Q: What about structural problems, blocked fallopian tubes, for instance?
The most common reason for blocked fallopian tubes is scarring from a prior pelvic infection. Sometimes, women know that they had an infection, but more often than not, they don't. For example, chlamydia, a very common, and often asymptomatic, sexually transmitted disease can cause pelvic infection and subsequent scarring.
Q: In terms of male infertility, you talked about sperm count and sperm mobility. Explain to us why those are so important.
You need a large number of sperm deposited in the vagina in order for conception to take place. It takes more than a single sperm to be able to fertilize the egg; only one sperm actually gets in, but you need a number of sperm clearing the way to allow that single sperm to enter. Also, when the ejaculate is deposited in the vagina, some of it does leak out, and that's perfectly normal.
Q: So basically you need a barrage of sperm?
You need a barrage of sperm, and they need to swim. The sperm have to make their way from the vagina into the cervix, through the cervical mucus, through the uterus and then to the right or the left fallopian tube, where they will ultimately encounter an egg.
What kind of prognostic tests can be done to give an older couple some indication of the likelihood of pregnancy?
One test is called an FSH level, or follicle-stimulating hormone level. It's a blood test that's done on the third day of the cycle, and it gives us a tremendous amount of information about a patient's egg quality.
Based on that blood test alone, we can help give prognostic information, to tell a couple whether they're going to have a hard time conceiving, or perhaps even an easier time conceiving.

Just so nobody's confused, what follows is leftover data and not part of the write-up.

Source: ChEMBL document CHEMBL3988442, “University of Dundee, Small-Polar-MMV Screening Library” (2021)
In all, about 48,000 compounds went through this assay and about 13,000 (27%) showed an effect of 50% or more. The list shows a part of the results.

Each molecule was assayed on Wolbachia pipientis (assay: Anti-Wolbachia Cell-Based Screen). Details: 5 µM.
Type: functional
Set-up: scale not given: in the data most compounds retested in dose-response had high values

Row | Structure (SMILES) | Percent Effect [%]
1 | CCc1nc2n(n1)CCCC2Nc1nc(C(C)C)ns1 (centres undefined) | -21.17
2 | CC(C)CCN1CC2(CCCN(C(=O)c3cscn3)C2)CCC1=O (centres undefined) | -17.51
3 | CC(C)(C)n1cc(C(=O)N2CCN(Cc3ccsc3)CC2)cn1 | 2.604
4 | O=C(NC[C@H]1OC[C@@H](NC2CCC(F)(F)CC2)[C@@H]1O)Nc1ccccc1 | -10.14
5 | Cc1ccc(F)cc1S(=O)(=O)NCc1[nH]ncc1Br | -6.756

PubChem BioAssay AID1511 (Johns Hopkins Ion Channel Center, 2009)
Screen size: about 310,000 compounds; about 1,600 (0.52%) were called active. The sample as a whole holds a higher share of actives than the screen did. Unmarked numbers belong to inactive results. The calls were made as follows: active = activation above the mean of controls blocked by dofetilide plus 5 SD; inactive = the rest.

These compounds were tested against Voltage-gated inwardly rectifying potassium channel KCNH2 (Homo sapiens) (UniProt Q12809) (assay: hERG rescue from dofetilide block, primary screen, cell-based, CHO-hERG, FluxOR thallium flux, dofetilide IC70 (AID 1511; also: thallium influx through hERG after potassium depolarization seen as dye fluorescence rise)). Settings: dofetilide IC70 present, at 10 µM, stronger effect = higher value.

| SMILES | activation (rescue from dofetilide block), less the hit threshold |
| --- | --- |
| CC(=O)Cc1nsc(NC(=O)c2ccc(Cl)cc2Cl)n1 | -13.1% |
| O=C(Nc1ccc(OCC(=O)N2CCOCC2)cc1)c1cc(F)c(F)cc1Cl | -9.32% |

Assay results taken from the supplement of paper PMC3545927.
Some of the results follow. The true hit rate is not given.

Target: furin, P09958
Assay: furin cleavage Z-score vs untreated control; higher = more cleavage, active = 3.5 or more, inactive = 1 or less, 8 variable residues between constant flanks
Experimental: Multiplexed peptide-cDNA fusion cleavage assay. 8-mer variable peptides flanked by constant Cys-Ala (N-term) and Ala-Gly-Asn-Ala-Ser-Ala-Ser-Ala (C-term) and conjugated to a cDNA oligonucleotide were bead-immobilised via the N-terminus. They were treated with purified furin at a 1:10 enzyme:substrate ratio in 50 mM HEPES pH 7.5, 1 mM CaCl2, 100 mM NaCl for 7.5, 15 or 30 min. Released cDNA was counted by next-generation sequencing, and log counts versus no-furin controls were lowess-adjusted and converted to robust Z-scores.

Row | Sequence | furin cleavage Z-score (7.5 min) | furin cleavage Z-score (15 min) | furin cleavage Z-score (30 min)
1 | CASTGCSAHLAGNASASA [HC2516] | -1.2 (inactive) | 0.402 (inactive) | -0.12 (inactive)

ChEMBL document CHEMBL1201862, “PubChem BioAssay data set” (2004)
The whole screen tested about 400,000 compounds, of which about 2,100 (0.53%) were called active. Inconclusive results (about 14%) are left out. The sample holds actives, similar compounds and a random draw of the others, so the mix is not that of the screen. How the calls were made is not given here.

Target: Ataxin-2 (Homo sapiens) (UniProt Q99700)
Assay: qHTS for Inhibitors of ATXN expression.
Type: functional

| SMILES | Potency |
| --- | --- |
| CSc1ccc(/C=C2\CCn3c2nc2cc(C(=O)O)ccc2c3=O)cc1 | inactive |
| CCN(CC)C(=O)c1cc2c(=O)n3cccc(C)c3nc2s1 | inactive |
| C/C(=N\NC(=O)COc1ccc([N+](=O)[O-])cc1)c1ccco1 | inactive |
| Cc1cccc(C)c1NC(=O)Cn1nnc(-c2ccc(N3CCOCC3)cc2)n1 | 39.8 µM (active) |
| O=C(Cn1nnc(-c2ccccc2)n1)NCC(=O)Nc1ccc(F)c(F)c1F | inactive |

Unfortunately, as we age, we do become less fertile, and it's not as simple as, "I'm fit and I'm healthy and I'm sure I'm going to be able to get pregnant."
However, in terms of aging, we all age at our own rates. One 40-year-old woman may be very fertile, one 30-year-old woman may have very unhealthy eggs. That is genetically predetermined and hard to control.
Dr. Gutmann is Assistant Clinical Professor of Obstetrics and Gynecology at the Thomas Jefferson University School of Medicine and an attending physician at Thomas Jefferson University Hospital. She is a graduate of Union College and the Yale University School of Medicine. She is Board Certified in Obstetrics and Gynecology and Reproductive Endocrinology, and is a member of the American Society for Reproductive Medicine, American College of Obstetrics and Gynecology, the North American Menopause Society, and Resolve. She has published numerous articles on infertility, in vitro fertilization, endometriosis, estrogen, and hormonal replacement therapy, and has presented her research in a variety of national and international forums.
Dr. Alan Copperman is an Assistant Professor of Obstetrics, Gynecology, and Reproductive Medicine at the Mount Sinai Medical Center, and is Director of the Division of Reproductive Endocrinology. After earning his degree in medicine, Dr. Copperman performed an internship and residency in Obstetrics and Gynecology at Yale-New Haven Hospital, and then a fellowship in Reproductive Endocrinology at Mount Sinai Medical Center, in New York, where he was the Martin J. Clyman Fellow.
Dr. Copperman is Board Certified in both Obstetrics & Gynecology and Reproductive Endocrinology. He has authored numerous articles and chapters on infertility, endometriosis, polycystic ovarian syndrome, and pelvic surgery.
Copyright © Alan Copperman. Permission to republish granted to Pregnancy.org, LLC.